However, LSA is concerned that CAISO and Participating Transmission Owners (PTOs) have, once again, identified this issue very late in the process which, according to the schedule shared on the June 28th call, could lead to significant generation project delays.  Projects with commercial operation dates (CODs) in 2029 and beyond may not be impacted because the proposed solution may be in place in time.  Projects with earlier CODs, however, have no assurance that their projects will proceed on schedule unless SCE can identify a short-term solution.  According to comments from Southern California Edison (SCE) during the June 28th call, the overload already exists in 2023 and they are currently evaluating interim measures to create additional headroom so that projects with 2023 CODs can come online.  SCE explained that for each year until the proposed mitigation is completed in 2029, they will continue to assess the level of generation planning to come online and evaluate the possibility for short term solutions.  Although they committed to doing all they can to make sure projects can connect as planned, they can offer no guaranties, even for projects that have already obtained Phase II studies and deliverability allocations.  LSA is concerned that developers interconnecting at Eldorado between now and 2029 will experience delays, which could result in complications with financing, power purchase agreement damages, and could impact the state’s ability to achieve climate and reliability goals.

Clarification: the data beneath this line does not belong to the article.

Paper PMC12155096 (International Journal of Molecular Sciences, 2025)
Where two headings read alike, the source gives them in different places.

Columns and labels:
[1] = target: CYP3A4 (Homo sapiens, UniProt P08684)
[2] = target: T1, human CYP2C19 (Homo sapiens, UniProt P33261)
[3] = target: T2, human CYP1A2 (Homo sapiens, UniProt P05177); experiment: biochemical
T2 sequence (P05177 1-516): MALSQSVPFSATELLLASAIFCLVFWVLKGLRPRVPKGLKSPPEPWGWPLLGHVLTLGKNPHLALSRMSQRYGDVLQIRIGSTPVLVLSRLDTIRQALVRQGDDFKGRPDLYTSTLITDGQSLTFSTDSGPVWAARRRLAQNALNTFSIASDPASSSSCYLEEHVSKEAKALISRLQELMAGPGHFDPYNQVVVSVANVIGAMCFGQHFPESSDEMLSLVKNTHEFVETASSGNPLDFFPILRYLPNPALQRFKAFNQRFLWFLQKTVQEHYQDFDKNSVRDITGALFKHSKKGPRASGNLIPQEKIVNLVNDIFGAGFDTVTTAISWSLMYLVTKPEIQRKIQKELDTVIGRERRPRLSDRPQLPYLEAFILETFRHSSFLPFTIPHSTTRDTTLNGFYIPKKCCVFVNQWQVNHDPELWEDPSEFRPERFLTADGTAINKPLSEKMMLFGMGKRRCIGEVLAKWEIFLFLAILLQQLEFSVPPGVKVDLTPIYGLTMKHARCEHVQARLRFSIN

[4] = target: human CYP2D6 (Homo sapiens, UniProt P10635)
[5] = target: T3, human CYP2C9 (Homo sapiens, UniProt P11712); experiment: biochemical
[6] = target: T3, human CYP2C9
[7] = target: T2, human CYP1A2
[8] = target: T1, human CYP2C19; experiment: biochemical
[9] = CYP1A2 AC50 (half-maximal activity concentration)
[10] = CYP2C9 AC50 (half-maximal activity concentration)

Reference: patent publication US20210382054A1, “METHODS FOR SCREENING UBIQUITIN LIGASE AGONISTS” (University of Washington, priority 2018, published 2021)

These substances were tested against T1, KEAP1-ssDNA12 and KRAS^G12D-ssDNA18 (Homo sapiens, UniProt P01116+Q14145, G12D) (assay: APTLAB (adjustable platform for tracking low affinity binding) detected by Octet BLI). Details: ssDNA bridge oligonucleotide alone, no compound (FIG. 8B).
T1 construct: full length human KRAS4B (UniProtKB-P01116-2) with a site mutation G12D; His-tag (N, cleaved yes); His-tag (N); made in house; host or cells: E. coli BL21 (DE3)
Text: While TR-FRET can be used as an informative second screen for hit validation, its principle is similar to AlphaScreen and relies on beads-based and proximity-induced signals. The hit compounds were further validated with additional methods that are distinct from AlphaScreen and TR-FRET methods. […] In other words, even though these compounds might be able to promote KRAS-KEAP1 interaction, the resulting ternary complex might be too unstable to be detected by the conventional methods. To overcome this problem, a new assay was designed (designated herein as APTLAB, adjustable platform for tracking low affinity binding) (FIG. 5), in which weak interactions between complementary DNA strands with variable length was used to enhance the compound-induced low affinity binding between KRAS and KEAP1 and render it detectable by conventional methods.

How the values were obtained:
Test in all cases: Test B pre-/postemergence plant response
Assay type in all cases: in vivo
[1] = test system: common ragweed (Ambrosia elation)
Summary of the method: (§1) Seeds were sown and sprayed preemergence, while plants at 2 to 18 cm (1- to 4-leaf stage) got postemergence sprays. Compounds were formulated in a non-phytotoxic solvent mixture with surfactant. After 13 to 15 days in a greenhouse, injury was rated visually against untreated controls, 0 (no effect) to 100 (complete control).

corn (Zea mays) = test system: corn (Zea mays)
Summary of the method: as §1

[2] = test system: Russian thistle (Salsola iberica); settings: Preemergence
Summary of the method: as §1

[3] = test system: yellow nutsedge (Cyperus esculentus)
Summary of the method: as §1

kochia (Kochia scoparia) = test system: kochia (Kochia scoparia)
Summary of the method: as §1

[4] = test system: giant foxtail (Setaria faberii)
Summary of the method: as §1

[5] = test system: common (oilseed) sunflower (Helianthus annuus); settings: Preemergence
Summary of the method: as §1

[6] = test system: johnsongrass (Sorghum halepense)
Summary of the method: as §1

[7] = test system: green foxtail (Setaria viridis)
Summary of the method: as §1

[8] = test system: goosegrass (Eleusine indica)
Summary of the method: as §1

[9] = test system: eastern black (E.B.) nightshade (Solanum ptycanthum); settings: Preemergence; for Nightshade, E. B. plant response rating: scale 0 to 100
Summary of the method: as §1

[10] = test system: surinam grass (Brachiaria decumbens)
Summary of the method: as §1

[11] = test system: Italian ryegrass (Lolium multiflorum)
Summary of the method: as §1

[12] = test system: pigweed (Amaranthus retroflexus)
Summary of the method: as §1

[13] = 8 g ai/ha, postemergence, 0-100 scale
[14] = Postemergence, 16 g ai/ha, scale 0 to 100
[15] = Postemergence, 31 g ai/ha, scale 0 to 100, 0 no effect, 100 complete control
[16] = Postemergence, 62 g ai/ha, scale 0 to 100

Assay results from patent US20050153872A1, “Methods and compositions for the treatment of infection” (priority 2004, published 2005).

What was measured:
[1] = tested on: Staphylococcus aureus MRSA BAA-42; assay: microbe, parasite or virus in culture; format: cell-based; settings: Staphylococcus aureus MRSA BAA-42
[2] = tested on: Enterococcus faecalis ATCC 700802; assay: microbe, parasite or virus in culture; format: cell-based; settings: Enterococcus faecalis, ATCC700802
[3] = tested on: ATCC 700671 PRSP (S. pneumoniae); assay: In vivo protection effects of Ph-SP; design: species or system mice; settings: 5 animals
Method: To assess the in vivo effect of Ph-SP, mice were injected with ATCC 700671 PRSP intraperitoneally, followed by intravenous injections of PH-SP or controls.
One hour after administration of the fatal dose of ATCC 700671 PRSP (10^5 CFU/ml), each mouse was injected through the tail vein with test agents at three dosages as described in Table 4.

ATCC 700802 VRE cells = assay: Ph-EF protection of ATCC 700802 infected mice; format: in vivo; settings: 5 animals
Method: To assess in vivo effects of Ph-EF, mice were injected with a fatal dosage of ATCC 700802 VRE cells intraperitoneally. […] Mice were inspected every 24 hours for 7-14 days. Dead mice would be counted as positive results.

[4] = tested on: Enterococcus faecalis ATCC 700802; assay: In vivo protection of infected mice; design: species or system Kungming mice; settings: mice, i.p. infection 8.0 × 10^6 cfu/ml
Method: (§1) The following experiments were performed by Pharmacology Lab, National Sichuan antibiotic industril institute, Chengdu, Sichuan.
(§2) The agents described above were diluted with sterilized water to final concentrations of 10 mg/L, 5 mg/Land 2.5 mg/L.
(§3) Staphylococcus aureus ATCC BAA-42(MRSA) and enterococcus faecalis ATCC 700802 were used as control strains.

Further, LSA is concerned that CAISO/SCE will not provide timely information about which projects are impacted and how SCE intends to pick the projects that will be able to come online as the 2029 date approaches.  Developers need to know as soon as possible which projects will be able to move forward and by when, and which will have to wait. 


LSA notes that similar short circuit duty issues arose in late 2021 and 2022 in Pacific Gas & Electric’s (PG&E’s) and San Diego Gas & Electric’s (SDG&E’s) service territories.  Stakeholders raised similar concerns at that time about why PG&E and SDG&E identified these issues in reassessments, rather than in initial studies, and the lack of transparency about which projects would be impacted and how those decisions were made.  CAISO and PTOs committed to improving their focus on these issues in future studies, yet the same issue seems to have appeared late in the study process again, this time for SCE. LSE requests more transparency around why this type of significant issue continues to come up late in the interconnection study process, what CAISO is doing to increase transparency between SCE and interconnection customers at this location, and what CAISO can do to avoid PTOs identifying these issues so far into the development cycle to avoid this problem in the future.


LSA appreciates the opportunity to submit these comments.

2. Provide your organization’s comments on the alternatives considered.

LSA has no comments at this time.